Mystery of Hitler’s Missing Horse Statues Solved

Thorak’s “Walking Horses” — standing 16 feet high and 33 feet long — once guarded Hitler’s New Reich Chancellery in Berlin

Model of the Reich Chancellery building, designed by Albert Speer: The bronze statue of “Trabenes Pferd,” or “Trotting Horse,” is by sculptor Josef Thorak. (Heinrich Hoffmann/ullstein bild via Getty Images)

Model of the Reich Chancellery building, designed by Albert Speer: The bronze statue of “Trabenes Pferd,” or “Trotting Horse,” is by sculptor Josef Thorak. (Heinrich Hoffmann/ullstein bild via Getty Images)

Struggling artists often crave official recognition. A grant from the National Endowment for the Arts or designation as a poet laureate doesn’t just help financially — government support can help creative types build a career and burnish a reputation.

Unless that government is the Third Reich, and the patron is notorious Nazi Albert Speer, who took a shine to the work of a sculptor named Josef Thorak in Germany before the outbreak of World War II.

“Thorak worked on statues intended to represent the folk-life of Germany under Nazi coordination; these works tended to be heroic in scale, up to 65 feet,” according to Holland’s German Art Gallery. “… Albert Speer referred to Thorak as ‘more or less my sculptor.’”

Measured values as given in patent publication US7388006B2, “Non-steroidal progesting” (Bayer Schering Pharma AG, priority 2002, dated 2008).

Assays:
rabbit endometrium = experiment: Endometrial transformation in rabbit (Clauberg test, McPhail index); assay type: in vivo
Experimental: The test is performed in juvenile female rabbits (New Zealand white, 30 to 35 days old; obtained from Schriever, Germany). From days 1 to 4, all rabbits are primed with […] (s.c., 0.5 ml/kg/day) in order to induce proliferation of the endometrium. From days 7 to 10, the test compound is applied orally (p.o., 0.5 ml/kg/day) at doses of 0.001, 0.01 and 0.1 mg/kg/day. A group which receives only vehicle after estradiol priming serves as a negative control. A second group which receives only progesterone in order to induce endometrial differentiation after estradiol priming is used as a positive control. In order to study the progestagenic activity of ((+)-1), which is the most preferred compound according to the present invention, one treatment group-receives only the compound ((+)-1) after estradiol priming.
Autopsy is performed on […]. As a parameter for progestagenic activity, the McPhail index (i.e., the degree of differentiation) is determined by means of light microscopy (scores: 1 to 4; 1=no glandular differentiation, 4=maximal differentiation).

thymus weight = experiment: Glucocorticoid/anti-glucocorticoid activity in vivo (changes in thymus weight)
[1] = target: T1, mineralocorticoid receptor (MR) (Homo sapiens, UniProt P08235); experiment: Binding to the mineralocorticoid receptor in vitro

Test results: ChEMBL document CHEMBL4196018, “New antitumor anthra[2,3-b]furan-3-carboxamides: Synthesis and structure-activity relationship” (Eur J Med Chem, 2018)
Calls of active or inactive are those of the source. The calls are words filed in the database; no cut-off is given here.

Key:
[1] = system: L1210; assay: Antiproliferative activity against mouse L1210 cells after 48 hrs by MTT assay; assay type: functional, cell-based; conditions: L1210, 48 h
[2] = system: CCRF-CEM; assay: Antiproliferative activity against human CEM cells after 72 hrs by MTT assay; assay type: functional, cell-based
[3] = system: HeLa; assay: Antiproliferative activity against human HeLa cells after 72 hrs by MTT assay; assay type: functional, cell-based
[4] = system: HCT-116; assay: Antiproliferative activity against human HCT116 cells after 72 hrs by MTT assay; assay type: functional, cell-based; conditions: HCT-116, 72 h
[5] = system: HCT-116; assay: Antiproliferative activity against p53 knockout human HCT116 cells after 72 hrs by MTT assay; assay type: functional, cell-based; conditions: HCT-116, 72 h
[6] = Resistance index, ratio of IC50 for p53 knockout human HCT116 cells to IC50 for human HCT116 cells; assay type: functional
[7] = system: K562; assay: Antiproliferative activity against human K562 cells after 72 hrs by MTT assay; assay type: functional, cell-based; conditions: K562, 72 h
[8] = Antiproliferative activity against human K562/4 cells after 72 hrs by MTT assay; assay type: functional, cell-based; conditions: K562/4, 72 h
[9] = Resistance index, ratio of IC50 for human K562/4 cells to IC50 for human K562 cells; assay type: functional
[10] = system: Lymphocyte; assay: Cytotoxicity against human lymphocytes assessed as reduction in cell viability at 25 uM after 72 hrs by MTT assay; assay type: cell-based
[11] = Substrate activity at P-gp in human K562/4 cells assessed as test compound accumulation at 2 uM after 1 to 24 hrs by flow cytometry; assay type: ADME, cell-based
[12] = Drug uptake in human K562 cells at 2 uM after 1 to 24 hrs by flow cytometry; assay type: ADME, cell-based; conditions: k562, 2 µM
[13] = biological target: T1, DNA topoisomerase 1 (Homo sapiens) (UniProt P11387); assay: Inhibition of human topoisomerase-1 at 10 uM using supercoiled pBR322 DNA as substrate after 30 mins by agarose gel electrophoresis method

Now, one of Thorak’s works has been unearthed in a black-market raid. German police discovered two massive bronze Thorak sculptures, dubbed “Walking Horses,” during an investigation targeting eight suspects in an illegal art trafficking ring, Berlin police spokesman Thomas Neuendorf told the Associated Press. The dealers wanted some $5.6 million for the statues, according to Bild newspaper.

Thorak’s “Walking Horses” — standing 16 feet high and 33 feet long — once guarded Hitler’s New Reich Chancellery in Berlin, planted on either side of the stairs to the building. During World War II, they were relocated and, in the 1950s, popped up on a Red Army barracks’ sports grounds in Eberswalde, a town northeast of Berlin in the communist German Democratic Republic, according to Agence France-Presse. The sculptures showed signs of the battle they had been through, painted gold to mask their bullet holes.

Then when the Berlin Wall fell in 1989, the horses went missing. Some speculated they were sold by the GDR. Police recently started investigating when they learned someone was attempting to sell them on the black market.

Police raided homes in Berlin, Bavaria, North Rhine-Westphalia and Schleswig-Holstein, seizing several other pieces of Nazi-era art, including a massive granite relief by German sculptor Arno Breker depicting muscled, shirtless fighters wielding swords in what police called “typical Nazi style,” according to BBC News…(CONTINUED)

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